• Humanist Geography: An Individual's Search for Meaning, p. 59 (2012).
  • Only God creates ex nihilo. Humans can only create out of something that already exists, which means there has to be an earlier destruction phase.
    • Humanist Geography: An Individual's Search for Meaning, p. 61 (2012).
  • Ideally, society is a dance, and every society has its own choreography that is passed down the generations.
    • Humanist Geography: An Individual's Search for Meaning, p. 72 (2012).
  • At the highest level of achievement, classical music has the feel of an intimate conversation between two individuals and a mass celebration of our common humanity.
    • Humanist Geography: An Individual's Search for Meaning, p. 84 (2012).
  • Stars define civilization, as no single natural feature on Earth--tree, rock, stream, or mountain--can be said to define cultures.
    • Humanist Geography: An Individual's Search for Meaning, p. 87 (2012).
  • Words designate, but they also evoke a sense of something, and, when they do, they function as metaphors. ...Metaphors enrich life, making it more vivid.
    • Humanist Geography: An Individual's Search for Meaning, p. 94 (2012).
  • We may speak loosely of a ‘sense of time,’ but there is no such sensory organ. Time is something we experience and construct. Time is experienced--is felt--when we wait, expect, or hope.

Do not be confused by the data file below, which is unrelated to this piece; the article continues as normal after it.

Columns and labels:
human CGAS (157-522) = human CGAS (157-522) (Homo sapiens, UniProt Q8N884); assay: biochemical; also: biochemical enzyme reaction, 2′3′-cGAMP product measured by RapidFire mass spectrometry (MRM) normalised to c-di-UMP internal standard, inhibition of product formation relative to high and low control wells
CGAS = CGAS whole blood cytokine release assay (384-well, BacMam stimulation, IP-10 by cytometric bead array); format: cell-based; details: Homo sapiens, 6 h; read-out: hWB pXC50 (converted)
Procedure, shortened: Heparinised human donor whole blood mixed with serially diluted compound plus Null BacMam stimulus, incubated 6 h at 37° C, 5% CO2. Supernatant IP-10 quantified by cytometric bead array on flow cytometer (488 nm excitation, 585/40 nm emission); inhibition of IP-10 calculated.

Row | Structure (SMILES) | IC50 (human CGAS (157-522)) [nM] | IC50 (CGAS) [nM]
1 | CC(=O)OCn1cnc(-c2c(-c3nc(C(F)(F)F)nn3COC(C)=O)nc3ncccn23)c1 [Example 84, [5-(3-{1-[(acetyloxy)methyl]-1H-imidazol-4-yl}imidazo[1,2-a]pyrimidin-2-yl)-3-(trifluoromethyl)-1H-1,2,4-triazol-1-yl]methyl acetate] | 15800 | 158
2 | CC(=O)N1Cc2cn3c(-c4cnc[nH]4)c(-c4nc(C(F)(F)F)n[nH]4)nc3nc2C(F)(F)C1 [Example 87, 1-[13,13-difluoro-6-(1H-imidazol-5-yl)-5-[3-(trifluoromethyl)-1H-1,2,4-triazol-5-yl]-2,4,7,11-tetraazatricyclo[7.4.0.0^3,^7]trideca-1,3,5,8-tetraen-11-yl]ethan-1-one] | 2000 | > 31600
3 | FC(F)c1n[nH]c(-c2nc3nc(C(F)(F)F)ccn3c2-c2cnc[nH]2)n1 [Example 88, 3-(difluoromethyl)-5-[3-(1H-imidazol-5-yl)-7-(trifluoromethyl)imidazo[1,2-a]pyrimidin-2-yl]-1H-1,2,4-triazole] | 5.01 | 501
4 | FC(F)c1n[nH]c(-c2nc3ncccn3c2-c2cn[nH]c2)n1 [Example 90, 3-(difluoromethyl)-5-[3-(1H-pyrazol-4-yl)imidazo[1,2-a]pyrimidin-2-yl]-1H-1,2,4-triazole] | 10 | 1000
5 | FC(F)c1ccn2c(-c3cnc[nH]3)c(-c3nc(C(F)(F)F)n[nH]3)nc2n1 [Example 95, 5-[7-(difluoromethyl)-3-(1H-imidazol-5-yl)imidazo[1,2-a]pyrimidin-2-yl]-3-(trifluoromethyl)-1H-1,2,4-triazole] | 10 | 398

• Humanist Geography: An Individual's Search for Meaning, p. 100 (2012).
  • To forgive is to erase a past, depriving it of its power to stain the present.
    • Humanist Geography: An Individual's Search for Meaning, p. 108 (2012).
  • We have no trouble naming the basic physical needs of food, shelter, and sex, nor the basic social needs of care, respect, and love. Can there also be a spiritual need that goes beyond even love as it is commonly understood to something for which the words that most readily come to mind are goodness, the Good, or God? Absent food, shelter, and sex, we die. Absent care, respect, and love, we live--barely. Absent that deep and insatiable spiritual yearning for the Good that certain stories and fables prefigure? We live, and indeed we may live well, in full, societal approbation and self-congratulatory glow, except, perhaps, in those uncanny moments--the sudden chill in the air, a pinched feeling in the heart, or even a stumble over the curb that reminds us of the abyss beneath the pavement on which we so unconcernedly walk.
    • Humanist Geography: An Individual's Search for Meaning, p. 113 (2012).
  • People who have ‘music’ in their souls are fun to be with.
    • Humanist Geography: An Individual's Search for Meaning, p. 114 (2012).
  • If each person can achieve greatness, so can each fall into baseness.
    • Humanist Geography: An Individual's Search for Meaning, p. 120 (2012).
  • Experience takes time and calls for patience.
    • Humanist Geography: An Individual's Search for Meaning, p. 129 (2012).